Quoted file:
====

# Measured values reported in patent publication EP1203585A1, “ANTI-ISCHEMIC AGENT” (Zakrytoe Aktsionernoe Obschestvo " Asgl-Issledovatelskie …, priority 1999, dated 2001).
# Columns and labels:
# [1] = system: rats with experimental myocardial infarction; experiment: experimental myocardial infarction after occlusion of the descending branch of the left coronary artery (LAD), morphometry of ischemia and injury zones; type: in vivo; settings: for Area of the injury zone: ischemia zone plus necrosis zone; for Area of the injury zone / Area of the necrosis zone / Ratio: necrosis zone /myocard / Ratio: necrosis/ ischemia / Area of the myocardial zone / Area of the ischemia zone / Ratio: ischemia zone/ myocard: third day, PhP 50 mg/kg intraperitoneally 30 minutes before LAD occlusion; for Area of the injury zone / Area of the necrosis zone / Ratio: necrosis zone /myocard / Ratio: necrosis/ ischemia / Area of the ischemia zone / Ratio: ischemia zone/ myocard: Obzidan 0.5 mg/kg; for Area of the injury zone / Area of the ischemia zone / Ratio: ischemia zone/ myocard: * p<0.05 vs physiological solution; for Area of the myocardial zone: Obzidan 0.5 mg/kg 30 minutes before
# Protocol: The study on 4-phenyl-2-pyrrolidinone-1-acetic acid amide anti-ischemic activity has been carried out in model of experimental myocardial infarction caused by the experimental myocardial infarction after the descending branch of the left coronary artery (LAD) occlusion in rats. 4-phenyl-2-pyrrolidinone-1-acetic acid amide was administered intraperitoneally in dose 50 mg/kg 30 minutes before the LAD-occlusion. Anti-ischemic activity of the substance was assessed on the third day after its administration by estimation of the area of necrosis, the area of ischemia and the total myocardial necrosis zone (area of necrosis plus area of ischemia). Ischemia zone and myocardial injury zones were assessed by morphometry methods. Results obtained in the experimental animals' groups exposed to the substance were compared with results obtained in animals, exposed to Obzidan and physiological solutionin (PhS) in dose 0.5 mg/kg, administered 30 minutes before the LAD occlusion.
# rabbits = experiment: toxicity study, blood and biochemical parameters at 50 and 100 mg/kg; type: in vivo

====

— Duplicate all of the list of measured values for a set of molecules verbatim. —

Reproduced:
# Measured values reported in patent publication EP1203585A1, “ANTI-ISCHEMIC AGENT” (Zakrytoe Aktsionernoe Obschestvo " Asgl-Issledovatelskie …, priority 1999, dated 2001).
# Columns and labels:
# [1] = system: rats with experimental myocardial infarction; experiment: experimental myocardial infarction after occlusion of the descending branch of the left coronary artery (LAD), morphometry of ischemia and injury zones; type: in vivo; settings: for Area of the injury zone: ischemia zone plus necrosis zone; for Area of the injury zone / Area of the necrosis zone / Ratio: necrosis zone /myocard / Ratio: necrosis/ ischemia / Area of the myocardial zone / Area of the ischemia zone / Ratio: ischemia zone/ myocard: third day, PhP 50 mg/kg intraperitoneally 30 minutes before LAD occlusion; for Area of the injury zone / Area of the necrosis zone / Ratio: necrosis zone /myocard / Ratio: necrosis/ ischemia / Area of the ischemia zone / Ratio: ischemia zone/ myocard: Obzidan 0.5 mg/kg; for Area of the injury zone / Area of the ischemia zone / Ratio: ischemia zone/ myocard: * p<0.05 vs physiological solution; for Area of the myocardial zone: Obzidan 0.5 mg/kg 30 minutes before
# Protocol: The study on 4-phenyl-2-pyrrolidinone-1-acetic acid amide anti-ischemic activity has been carried out in model of experimental myocardial infarction caused by the experimental myocardial infarction after the descending branch of the left coronary artery (LAD) occlusion in rats. 4-phenyl-2-pyrrolidinone-1-acetic acid amide was administered intraperitoneally in dose 50 mg/kg 30 minutes before the LAD-occlusion. Anti-ischemic activity of the substance was assessed on the third day after its administration by estimation of the area of necrosis, the area of ischemia and the total myocardial necrosis zone (area of necrosis plus area of ischemia). Ischemia zone and myocardial injury zones were assessed by morphometry methods. Results obtained in the experimental animals' groups exposed to the substance were compared with results obtained in animals, exposed to Obzidan and physiological solutionin (PhS) in dose 0.5 mg/kg, administered 30 minutes before the LAD occlusion.
# rabbits = experiment: toxicity study, blood and biochemical parameters at 50 and 100 mg/kg; type: in vivo